Link, the UK’s main ATM network has invested £1 million in this initiative which is a part of its Financial Inclusion Programme which includes maintaining the coverage of free-to-use ATMs in the most remote and rural locations as well as improving free access in the most deprived areas of the UK. According to the 2019 Access to cash Review, 47% of the UK population believe it would be personally problematic if there was no cash in society, while 17% are either unsure of how they would cope or would not cope at all.
In October 2019, LINK, announced the launch of a Community Access to Cash Delivery Fund so consumers can request a free ATM when it’s needed. Local communities apply through their MP, local council, or request help directly from LINK. The criteria to access the funding include distance to nearest free ATM, availability of a Post Office, site security and that there is a suitable location. The number of ATMs in the UK has peaked in 2015 at just over 70,000 devices but almost 10,000 ATMs have been closed since.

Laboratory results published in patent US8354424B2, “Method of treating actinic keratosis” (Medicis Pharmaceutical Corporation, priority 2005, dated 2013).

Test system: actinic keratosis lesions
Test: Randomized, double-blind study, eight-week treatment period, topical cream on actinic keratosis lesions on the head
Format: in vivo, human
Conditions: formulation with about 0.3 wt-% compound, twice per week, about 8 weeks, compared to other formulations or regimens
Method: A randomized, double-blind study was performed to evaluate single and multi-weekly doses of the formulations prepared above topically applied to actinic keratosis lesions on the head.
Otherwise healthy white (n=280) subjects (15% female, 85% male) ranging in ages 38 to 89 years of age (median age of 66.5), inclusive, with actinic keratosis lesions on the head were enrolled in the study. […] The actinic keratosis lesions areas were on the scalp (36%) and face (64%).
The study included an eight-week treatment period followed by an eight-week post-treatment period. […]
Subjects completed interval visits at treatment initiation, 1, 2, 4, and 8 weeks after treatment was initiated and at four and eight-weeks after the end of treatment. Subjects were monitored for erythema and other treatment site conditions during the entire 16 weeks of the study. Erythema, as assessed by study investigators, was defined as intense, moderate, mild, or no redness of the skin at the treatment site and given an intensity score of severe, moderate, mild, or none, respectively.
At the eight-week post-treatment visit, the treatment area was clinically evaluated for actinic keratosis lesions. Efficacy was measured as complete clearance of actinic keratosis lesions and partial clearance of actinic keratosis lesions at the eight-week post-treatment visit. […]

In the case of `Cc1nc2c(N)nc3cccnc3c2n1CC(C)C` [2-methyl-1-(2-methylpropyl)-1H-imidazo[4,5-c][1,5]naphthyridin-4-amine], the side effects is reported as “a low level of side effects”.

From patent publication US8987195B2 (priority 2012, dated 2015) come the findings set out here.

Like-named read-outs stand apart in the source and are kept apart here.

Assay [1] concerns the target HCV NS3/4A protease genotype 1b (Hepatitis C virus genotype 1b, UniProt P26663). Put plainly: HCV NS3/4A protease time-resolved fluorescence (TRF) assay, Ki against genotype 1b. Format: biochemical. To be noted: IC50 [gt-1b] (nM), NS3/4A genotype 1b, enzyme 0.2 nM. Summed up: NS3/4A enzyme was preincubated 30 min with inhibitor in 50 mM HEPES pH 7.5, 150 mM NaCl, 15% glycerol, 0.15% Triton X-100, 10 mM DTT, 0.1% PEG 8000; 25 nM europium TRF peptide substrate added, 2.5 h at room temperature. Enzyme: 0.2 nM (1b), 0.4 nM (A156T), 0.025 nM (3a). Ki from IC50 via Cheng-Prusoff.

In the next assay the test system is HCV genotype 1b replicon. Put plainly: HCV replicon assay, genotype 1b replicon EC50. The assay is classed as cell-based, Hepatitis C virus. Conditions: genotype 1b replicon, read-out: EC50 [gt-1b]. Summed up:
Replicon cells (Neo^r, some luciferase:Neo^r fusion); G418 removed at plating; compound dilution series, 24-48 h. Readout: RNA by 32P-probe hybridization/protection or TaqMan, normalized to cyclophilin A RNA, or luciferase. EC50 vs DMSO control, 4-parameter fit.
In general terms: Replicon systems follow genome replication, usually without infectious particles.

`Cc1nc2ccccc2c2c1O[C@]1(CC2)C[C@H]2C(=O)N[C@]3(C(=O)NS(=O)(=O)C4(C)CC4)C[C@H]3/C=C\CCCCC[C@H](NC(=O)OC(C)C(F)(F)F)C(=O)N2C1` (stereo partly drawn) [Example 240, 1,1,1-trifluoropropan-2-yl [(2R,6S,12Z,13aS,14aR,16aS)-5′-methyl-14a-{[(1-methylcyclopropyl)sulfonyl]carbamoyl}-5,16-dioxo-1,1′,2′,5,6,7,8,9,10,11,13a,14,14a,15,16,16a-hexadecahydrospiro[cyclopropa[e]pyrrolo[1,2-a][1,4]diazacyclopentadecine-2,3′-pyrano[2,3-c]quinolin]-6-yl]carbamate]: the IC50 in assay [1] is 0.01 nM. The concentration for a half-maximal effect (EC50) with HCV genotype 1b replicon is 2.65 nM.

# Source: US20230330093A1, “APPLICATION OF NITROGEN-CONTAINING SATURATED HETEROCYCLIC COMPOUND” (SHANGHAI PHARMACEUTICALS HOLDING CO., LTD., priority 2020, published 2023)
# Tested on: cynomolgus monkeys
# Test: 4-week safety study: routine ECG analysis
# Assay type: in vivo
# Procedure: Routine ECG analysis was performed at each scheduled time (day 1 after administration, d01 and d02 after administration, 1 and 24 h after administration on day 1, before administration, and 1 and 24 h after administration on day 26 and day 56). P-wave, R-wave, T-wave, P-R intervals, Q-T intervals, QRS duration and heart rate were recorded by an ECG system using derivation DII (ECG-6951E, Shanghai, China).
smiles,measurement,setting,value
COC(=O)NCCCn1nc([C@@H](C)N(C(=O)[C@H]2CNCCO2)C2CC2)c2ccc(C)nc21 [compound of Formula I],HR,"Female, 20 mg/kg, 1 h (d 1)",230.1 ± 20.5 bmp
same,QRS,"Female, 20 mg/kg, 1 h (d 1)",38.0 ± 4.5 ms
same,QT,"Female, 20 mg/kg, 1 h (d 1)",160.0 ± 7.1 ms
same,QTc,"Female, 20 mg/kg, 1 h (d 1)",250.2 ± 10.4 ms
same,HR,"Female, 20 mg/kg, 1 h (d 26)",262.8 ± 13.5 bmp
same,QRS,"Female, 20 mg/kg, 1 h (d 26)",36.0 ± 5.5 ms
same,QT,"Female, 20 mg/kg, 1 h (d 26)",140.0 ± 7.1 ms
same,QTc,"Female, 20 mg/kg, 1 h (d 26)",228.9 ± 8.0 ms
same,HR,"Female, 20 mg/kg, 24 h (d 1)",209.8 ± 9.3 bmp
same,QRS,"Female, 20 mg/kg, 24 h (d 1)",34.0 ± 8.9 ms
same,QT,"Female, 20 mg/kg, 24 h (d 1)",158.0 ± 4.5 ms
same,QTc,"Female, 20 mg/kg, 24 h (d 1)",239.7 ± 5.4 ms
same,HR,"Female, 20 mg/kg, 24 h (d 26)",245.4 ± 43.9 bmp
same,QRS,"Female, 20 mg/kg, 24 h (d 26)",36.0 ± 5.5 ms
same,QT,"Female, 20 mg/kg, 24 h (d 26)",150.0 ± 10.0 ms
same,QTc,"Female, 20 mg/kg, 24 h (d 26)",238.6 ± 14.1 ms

The new pilot will launch in October, for 6 months, in 15 shops in England, Scotland and Wales. Retailers will receive a transaction fee for every withdrawal which is based on the LINK ATM interchange fee. If successful and if supported with an appropriate regulatory framework, LINK could roll-out this service to allow thousands of shops to provide free access to cash to local communities without the need for an ATM.
Consumers will be able to withdraw banknotes as well as coins, using their debit card, without making a purchase. This flexibility allows for lower value withdrawals as the amount is not restricted by the denominations dispensed by the ATM. The European Payments Council has defined ‘cash-in-shop’ as a solution allowing a customer to withdraw cash from their payment account using a mobile application on their smartphone at a participating shop supporting the application. Contrary to cashback, cash-in-shop solutions do not require the customer to also purchase goods and/or services to make use of the facility.
Link CEO John Howells said: “This is a first in the UK and could prove to be an important measure for keeping cash viable. Assuming consumers agree this is a useful new channel, it will be important that government and regulators create an effective regulatory framework to enable a full rollout.”